Nurses plan and provide medical and nursing care to patients in hospital, at home or in other settings.
Nurses work as part of a team of professional and medical staff that includes doctors, social workers and therapists. Much of nurses’ time is spent with patients, monitoring them, planning and delivering care, and advising them on their health. Shift work is common in nursing, as is a busy workload.
Typical duties include:
- Assessing patients and gaining their trust.
- Planning and delivering patients’ care.
- Monitoring patients’ progress.
- Taking samples, pulses, temperatures and blood pressures.
- Monitoring and administering medication.
- Writing records.
- Supervising junior staff.
- Organising workloads.
- Providing emotional support to patients and relatives.
- Tutoring student nurses.
- Advising patients and relatives on health-related issues.
Typical employers of nurses:
- Hospitals (NHS and private).
- NHS trusts
- Residential homes.
- Nursing agencies.
- Health centres.
- GP practices.
Key skills for nurses:
- Excellent people skills, including the ability to listen.
- The ability to use initiative and solve problems.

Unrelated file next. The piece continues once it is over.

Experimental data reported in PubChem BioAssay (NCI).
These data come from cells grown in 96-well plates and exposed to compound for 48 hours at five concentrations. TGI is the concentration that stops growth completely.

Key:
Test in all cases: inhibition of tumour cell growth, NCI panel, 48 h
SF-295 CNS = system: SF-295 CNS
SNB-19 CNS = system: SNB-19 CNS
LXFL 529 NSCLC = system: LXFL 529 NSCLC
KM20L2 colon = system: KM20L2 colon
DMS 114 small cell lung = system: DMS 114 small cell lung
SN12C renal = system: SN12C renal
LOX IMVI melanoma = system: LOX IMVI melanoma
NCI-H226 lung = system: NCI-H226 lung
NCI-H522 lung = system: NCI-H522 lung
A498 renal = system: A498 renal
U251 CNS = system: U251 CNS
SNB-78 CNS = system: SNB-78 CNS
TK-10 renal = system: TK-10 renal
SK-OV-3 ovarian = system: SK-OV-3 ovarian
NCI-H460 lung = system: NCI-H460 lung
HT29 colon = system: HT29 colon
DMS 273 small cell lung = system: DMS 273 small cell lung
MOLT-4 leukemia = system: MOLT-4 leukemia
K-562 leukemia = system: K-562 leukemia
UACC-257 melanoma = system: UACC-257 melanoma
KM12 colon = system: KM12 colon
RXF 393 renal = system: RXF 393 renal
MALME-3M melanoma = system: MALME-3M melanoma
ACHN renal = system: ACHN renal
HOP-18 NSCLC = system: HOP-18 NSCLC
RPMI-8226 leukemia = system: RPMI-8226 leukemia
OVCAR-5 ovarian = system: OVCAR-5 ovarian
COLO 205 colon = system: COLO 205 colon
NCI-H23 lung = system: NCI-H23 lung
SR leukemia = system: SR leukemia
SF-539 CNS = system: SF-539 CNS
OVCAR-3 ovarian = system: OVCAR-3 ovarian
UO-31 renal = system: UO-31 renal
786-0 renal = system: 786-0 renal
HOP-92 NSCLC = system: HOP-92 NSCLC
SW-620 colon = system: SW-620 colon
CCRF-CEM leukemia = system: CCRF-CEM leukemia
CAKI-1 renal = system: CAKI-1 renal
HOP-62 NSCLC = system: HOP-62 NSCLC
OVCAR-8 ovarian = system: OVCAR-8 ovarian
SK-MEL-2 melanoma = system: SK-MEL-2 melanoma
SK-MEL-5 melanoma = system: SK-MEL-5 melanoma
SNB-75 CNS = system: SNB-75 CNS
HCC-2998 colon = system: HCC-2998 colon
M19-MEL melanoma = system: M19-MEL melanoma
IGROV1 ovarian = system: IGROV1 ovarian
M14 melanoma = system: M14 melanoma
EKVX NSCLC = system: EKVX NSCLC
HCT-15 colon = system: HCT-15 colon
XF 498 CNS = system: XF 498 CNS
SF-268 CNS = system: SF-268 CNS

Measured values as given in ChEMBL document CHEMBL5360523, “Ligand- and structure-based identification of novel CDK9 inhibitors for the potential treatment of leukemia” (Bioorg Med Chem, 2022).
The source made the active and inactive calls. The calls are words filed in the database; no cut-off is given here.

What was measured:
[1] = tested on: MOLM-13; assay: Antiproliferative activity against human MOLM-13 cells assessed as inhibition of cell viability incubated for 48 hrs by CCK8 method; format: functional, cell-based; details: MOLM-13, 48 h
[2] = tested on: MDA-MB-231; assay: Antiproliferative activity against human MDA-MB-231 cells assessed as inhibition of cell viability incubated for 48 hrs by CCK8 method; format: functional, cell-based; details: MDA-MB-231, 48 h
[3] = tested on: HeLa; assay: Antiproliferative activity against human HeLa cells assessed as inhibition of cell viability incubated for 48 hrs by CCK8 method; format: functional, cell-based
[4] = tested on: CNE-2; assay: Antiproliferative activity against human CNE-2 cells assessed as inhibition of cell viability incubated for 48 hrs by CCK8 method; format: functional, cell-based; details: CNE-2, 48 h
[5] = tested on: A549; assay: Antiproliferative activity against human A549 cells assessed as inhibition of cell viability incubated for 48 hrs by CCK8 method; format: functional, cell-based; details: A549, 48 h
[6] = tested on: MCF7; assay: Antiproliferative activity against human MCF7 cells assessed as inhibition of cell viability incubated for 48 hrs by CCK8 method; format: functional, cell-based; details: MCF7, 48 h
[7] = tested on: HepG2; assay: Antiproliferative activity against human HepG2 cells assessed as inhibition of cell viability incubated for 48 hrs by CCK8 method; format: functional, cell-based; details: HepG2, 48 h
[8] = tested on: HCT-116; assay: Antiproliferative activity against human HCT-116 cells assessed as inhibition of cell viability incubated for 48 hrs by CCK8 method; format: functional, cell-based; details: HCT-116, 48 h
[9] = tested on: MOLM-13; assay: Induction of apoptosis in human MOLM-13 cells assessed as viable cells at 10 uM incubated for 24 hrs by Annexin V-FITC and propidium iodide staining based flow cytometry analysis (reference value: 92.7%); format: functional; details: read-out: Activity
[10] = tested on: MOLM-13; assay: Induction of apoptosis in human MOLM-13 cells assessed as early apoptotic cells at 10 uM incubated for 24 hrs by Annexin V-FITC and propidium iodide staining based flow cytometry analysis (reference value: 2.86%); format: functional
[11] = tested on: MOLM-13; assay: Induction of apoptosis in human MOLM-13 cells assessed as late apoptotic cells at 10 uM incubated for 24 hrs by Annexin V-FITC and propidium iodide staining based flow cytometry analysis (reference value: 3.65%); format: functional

- Attention to detail.
- The ability to deal with emotionally charged and pressured situations.
- Excellent verbal and written communication skills.
- IT skills and the ability to keep patient record up to date.
The main route into qualifying as a nurse is to take a nursing degree in one of the four nursing specialisms: adult nursing, children's nursing, learning disability nursing or mental health nursing. Some degree courses cover two of these fields, and are known as 'dual field' degrees. Nursing degree courses provide a mix of formal teaching and practical experience gained via placements.
If you don’t have a degree but are working in a healthcare-related role (or would like to), you could take a nursing degree apprenticeship. These are similar to nursing degrees in that they involve a mix of academic study and placements, but they’re employer-led rather than being led by universities. Alongside working in a paid healthcare role, you study part time (and your employer will release you from work to enable you to do this) and complete a series of placements.
All nurses working in the UK must be registered with the Nursing and Midwifery Council (NMC) and revalidate their registration every three years. To do this, you need to complete at least 35 hours of continuing professional development and 450 hours’ registered practice over three years.